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Growth stages still range across the province from mouse ear to tight cluster in the earliest regions to silver tip in the cooler areas. With signs of green tissue, a protectant spray program should begin to keep growing tissue covered. This is particularly important in orchards with historically high scab pressure.
Keep in mind, the level of infection risk for this season is dependent on the overwintering inoculum from last year. If you were chasing scab in your orchard and did not do any sanitation practices (urea spray, leaf mulching) in the fall, the inoculum levels are likely high enough that mature spores could be released with these early wetting events.
But it’s too cold, right?
Has there really been an infection when it’s snowing? There has been a lot of discussion lately around the risk of apple scab infection during cold weather. As if there isn’t enough to worry about already with freezing temperatures, unfortunately, this does not kill scab spores. Spores will continue to mature and release so long as there is a wetting period long enough for infection to occur, says Dr. Kari Peter (Penn State University) and Dr. David Rosenberger (Cornell University, retired). While mature spores are released more during warm rains than in colder rains, they can still cause infection nonetheless if they land on green tissue.
More information on temperature and leaf wetness requirements for scab infection can be found in Table 3-10. Relationship of Temperature and Moisture to Apple Scab Infection of the 2020-2021 Publication 360, Crop Protection Guide for Apples or on Ontario AppleIPM.
What’s in the scab forecast?
The long-term forecast seems to suggest warmer weather is on its way. As growing degree-days continue to accumulate and temperatures become warmer, the rate of ascospore maturity will increase. This could result in large amounts of spores being released during infection periods and those without adequate fungicide protection could find themselves in a bad situation.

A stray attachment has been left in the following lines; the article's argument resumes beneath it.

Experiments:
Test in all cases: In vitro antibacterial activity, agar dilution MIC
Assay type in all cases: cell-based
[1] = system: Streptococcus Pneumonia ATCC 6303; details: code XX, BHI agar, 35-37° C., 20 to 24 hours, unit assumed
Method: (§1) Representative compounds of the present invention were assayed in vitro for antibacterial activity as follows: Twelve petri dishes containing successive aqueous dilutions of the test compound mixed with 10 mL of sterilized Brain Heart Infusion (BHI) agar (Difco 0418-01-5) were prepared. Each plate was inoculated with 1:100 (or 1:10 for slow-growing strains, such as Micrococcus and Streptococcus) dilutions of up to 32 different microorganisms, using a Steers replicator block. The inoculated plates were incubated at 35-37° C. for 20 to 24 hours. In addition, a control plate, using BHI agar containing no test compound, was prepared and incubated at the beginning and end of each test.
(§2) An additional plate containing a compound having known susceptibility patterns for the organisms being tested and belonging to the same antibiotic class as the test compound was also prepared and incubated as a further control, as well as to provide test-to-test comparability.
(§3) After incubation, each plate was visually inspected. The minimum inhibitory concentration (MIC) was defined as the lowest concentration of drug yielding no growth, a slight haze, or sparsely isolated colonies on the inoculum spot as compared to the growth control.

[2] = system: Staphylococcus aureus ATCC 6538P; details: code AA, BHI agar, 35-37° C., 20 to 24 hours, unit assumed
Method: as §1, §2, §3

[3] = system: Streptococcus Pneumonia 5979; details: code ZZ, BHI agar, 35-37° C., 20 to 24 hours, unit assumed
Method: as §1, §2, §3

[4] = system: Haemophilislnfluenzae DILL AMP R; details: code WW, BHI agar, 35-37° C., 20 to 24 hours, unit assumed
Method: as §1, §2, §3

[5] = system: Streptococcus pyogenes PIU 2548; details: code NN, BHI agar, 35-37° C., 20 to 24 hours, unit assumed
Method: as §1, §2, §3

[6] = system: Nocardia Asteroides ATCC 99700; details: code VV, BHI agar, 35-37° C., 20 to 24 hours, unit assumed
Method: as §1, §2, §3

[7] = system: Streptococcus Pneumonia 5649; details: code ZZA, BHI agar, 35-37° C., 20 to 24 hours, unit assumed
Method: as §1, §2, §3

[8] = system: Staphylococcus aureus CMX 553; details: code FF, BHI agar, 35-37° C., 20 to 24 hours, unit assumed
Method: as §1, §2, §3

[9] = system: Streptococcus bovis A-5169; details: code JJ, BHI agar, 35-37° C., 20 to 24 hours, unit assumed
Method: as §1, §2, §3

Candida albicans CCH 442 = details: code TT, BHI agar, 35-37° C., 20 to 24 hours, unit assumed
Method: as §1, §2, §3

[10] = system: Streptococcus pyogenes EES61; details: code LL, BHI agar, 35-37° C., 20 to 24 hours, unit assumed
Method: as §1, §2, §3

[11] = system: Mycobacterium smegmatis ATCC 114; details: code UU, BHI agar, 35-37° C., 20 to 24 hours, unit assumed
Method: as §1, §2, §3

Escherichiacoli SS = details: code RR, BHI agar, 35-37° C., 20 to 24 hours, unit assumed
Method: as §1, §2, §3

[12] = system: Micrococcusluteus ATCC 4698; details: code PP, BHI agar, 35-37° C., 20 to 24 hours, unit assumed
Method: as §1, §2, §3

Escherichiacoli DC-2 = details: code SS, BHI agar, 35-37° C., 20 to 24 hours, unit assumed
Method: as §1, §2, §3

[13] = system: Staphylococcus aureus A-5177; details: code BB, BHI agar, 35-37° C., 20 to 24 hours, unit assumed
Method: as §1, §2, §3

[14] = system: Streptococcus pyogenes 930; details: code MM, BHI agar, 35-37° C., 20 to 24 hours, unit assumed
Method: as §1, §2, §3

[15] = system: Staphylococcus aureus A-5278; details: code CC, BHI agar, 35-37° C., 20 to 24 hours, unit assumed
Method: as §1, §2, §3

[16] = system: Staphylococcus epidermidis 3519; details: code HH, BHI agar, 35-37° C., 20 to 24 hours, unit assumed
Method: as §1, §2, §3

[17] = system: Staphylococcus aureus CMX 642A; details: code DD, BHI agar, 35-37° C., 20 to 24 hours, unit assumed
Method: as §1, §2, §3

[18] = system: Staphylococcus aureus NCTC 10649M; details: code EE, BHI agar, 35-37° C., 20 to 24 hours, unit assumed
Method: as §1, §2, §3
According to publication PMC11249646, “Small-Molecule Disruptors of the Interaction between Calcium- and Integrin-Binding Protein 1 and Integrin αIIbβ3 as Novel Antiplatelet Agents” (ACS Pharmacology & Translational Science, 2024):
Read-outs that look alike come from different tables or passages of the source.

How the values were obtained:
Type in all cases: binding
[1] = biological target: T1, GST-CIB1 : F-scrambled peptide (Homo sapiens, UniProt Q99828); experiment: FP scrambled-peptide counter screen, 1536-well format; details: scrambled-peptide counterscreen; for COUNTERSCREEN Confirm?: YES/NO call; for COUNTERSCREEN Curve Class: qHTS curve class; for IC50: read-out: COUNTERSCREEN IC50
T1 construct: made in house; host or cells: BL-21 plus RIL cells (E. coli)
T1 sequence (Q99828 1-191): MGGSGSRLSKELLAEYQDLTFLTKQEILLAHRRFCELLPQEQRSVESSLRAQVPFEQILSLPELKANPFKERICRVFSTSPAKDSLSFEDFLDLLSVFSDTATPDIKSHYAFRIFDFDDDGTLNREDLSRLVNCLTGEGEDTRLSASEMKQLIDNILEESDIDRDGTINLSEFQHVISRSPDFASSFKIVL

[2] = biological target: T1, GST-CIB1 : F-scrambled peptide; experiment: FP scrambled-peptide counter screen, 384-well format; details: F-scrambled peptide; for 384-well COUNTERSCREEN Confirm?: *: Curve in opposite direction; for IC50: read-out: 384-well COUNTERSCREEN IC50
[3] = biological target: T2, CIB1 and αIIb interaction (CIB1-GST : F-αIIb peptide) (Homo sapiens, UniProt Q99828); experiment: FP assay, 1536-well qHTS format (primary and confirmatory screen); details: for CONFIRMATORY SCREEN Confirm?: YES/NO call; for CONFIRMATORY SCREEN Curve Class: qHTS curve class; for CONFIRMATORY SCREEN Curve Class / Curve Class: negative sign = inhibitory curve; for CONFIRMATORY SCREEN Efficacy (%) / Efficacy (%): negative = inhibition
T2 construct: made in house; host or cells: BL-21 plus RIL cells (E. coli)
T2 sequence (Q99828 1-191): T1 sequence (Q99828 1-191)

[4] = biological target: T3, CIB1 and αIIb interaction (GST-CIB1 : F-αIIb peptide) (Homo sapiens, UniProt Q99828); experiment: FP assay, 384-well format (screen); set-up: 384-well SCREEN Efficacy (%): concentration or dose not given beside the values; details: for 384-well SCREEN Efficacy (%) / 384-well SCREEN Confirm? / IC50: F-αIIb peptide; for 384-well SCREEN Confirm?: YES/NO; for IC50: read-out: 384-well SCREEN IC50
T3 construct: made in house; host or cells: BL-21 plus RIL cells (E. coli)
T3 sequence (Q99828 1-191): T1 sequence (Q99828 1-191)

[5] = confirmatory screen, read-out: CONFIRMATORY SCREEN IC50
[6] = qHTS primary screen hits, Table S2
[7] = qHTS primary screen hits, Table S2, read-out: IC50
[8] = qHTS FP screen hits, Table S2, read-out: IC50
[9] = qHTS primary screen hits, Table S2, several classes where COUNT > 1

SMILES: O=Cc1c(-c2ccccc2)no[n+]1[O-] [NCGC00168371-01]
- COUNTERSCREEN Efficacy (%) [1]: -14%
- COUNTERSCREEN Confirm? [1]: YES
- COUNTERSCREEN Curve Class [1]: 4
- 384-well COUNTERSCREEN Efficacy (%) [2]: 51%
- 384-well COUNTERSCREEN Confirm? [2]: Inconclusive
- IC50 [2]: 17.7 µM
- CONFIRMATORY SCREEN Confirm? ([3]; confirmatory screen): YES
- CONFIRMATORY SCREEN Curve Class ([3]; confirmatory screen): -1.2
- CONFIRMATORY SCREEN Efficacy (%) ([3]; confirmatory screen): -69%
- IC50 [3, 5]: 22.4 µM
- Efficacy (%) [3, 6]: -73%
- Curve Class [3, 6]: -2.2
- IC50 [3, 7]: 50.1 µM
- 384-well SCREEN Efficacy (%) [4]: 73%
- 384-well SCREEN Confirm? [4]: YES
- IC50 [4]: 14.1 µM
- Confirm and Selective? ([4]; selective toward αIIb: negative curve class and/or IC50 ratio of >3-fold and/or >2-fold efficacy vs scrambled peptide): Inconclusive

Early season control of primary scab is vital to managing infection later in the season during periods of rapid growth. As shown in the figure below, green tip infections can cause significant economic loss because the expanding tissue is highly susceptible. Early season infections will produce more secondary infection throughout the season and will be harder to keep under control. In other words, don’t risk those early infection events if scab has been active in your orchard before.
Early season scab management
The following are some key points to consider for effective scab control this time of the year:
- As there is still the risk for potentially freezing temperatures, EBDC fungicides (Manzate, Penncozeb, Dithane, Polyram) should be used. Applying captan, Syllit, copper or oil to cold injured leaves could make the injury worse due to uptake of these products into the tissue.
- Like other protectant fungicides, EBDCs are contact fungicides and do not provide effective post-infection or anti-sporulant activity. This means if sprays are applied in less than ideal conditions (ie., windy, alternate rows, or washed off in rain), the risk of scab infection is increased.
- In prolonged wetting events, it is better to re-apply fungicides during a break in the rain to provide temporary protection, than to not spray at all. Apply again once conditions are finally dry to replace residues washed off by rain.
- With heavy or prolonged rain during the cool, early spring, a protectant program may not be enough to stay covered. Consider including a post-infection product such as Scala, Inspire Super, Luna Tranquility or Buran.
Note: Unfortunately, Syllit will not be available in Ontario for the 2020 season. Supplies are expected to return in 2021.
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